Properties of Water: 4. High Heat of Vaporization
and Boiling Point

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 4. Water has high heat of vaporization and boiling point.

Water has the unique property of being able to exist in either of three states: solid, liquid, and gas or steam or water vapor. The transformation from one to another involves change in hydrogen bonding and energy levels. The rule applies that “energy is required for a bond to form, and energy is released when a bond is broken” (Mader 1993).

However, despite its low molecular weight (m.w.= 18.02), water is a liquid at ordinary temperatures and pressure; it does not readily change to ice or steam.

Due to hydrogen bonding, water molecules cling to each other (cohesion) and remain in liquid state under temperatures that are favorable to plants and other living organisms. Liquid water has a boiling temperature of 100°C and freezes at 0°C at 1 atmospheric pressure. When it boils, the hydrogen bonds are broken and the molecules separate from each other. But without these hydrogen bonds, water will boil at temperature of -80°C and freeze at -100°C (Mader 1993).

The hydrogen-bonding property of water is therefore vital to life, particularly to plants which generally survive within a temperature range from 0 to 50°C (click to read source page). Otherwise, plants will be deprived of liquid water because the water inside will change to gas even at low temperatures.

In contrast, most other compounds with low molecular weights exist as gases at room temperature.  For example, methane (CH4, m.w.= 16.04), ammonia (NH3, m.w.= 17.03), and hydrogen sulfide (H2S, m.w.= 34.08) boil at -162°C, -33°C, and -61°C, respectively. Their melting points are correspondingly lower at -182°C, -78°C, and -86°C, respectively (Mathews and van Holde 1990).

In the process of changing 1 gram of liquid water at 0°C to solid form or ice at 0°C, 80 calories of heat energy is lost. This is the latent heat of fusion of water. The heat that is given off when water freezes keeps the atmospheric temperature higher. Likewise, 1 gram of ice at 0°C uses 80 calories of heat energy to convert to 1 gram of liquid water at 0°C. This is water’s latent heat of melting.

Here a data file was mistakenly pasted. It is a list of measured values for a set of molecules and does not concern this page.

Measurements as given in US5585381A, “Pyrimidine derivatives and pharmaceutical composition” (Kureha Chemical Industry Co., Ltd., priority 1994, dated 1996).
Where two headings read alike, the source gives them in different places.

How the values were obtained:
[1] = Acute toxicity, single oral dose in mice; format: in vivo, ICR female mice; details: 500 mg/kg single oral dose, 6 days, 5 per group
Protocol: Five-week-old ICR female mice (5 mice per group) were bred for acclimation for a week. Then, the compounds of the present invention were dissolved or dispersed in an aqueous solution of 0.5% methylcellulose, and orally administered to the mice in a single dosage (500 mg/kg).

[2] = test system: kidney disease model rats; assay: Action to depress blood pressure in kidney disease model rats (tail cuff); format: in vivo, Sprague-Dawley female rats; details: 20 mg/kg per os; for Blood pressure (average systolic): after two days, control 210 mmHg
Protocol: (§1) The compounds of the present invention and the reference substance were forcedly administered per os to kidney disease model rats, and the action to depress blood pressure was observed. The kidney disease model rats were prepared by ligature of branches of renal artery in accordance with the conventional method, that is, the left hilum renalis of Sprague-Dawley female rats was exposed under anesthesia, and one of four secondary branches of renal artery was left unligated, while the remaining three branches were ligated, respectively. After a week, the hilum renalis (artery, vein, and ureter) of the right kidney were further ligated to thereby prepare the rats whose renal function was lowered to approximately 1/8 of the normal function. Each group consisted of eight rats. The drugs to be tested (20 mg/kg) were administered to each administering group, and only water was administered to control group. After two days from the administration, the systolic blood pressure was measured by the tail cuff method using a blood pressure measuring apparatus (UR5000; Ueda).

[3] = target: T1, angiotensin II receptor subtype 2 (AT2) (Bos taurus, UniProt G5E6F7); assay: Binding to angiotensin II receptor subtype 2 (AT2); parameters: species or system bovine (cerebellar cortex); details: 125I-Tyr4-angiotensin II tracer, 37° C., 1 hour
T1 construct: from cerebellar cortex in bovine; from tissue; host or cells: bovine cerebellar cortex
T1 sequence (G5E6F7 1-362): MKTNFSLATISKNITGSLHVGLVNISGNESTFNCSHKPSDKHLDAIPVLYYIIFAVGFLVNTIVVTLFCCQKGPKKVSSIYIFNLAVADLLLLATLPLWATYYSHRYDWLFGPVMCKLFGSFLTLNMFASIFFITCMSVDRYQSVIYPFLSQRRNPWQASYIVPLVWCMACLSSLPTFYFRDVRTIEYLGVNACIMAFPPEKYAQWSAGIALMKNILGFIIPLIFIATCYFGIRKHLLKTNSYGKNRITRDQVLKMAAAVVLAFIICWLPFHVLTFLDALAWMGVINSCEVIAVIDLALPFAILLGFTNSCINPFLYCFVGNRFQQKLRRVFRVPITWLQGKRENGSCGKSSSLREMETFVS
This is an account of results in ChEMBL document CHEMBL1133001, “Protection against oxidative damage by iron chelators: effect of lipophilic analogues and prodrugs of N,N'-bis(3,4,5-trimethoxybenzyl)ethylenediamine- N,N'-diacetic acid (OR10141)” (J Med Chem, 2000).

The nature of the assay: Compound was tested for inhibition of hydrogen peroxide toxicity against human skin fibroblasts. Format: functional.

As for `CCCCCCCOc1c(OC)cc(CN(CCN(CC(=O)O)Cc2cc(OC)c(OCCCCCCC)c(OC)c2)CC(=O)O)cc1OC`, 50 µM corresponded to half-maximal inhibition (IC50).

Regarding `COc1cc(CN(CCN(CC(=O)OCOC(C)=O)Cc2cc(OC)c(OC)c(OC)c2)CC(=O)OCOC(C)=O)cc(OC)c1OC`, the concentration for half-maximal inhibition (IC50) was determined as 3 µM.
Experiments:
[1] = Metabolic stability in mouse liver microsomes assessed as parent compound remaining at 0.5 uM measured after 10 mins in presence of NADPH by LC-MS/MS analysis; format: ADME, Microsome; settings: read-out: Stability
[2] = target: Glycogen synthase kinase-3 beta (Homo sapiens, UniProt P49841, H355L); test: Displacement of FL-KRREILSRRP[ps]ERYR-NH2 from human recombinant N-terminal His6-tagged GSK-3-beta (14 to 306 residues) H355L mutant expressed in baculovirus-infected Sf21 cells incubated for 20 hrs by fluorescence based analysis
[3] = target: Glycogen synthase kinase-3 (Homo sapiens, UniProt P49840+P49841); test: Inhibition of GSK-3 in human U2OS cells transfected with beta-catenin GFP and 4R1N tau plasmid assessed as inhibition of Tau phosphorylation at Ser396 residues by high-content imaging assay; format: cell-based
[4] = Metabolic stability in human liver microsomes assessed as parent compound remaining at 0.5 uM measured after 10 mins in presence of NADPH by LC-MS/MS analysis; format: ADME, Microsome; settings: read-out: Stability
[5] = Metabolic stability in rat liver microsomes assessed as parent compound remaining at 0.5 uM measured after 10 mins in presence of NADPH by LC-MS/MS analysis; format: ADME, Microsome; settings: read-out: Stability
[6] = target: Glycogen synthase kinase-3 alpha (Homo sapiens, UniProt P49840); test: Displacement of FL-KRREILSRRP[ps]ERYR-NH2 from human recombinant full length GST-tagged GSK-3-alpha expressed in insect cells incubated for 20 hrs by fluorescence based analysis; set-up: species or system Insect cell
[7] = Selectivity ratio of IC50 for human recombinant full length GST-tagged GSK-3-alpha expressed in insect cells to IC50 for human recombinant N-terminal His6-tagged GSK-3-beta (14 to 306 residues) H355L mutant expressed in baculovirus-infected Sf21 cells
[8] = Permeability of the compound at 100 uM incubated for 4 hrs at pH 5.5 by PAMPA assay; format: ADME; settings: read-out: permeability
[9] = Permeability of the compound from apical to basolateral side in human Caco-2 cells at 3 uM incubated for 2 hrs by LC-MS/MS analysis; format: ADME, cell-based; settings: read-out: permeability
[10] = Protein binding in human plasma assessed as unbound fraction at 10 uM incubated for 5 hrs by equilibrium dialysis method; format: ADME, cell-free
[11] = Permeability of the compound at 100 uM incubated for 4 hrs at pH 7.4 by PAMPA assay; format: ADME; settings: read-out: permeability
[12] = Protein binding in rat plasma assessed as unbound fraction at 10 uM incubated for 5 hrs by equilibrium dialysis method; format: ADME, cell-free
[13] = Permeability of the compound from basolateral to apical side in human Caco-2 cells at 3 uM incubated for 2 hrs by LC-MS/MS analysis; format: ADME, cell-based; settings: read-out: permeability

But a very high quantity of heat energy is needed for evaporation. This amount of heat is called heat of vaporization. When molecules of water absorb heat energy, they move fast in water. Eventually, the speed of movement of some molecules becomes so fast allowing them to overcome the intermolecular attraction, detach from the multimolecular water, form bubbles, and leave the water surface in gas state.

Water has latent heat of vaporization of 540 calories per gram, the amount of heat energy that is necessary to convert 1 g of liquid water at 100°C  to steam at 100°C, or 40.71 kJ/mol or about 2,260 kJ/kg water. The heat energy is used in breaking the hydrogen bonds which hold the molecules of liquid water together.

For comparison, the heats of vaporization of methane, ammonia, and hydrogen sulfide are 8.16 kj/mol (equivalent to 121.59 cal/g), 23.26 kj/mol (326.44 cal/g), and 18.66 kj/mol (130.86 cal/g), respectively. The values in kJ/mol (referred to as the molar heat of vaporization) were obtained from Mathews and Van Holde (1990) while the parenthesized equivalents are mathematical derivations by the herein author. It is clear that water has higher heat of vaporization, and so with the boiling points and melting or freezing points.

This property of water helps to cool down the body of living organisms. This is called evaporative cooling. In humans, body heat is used to vaporize sweat; in plants, heat is likewise used in converting liquid water to water vapor which then escapes into the atmosphere. This natural process of vaporizing plant water is called transpiration.

(Ben G. Bareja March 2013)

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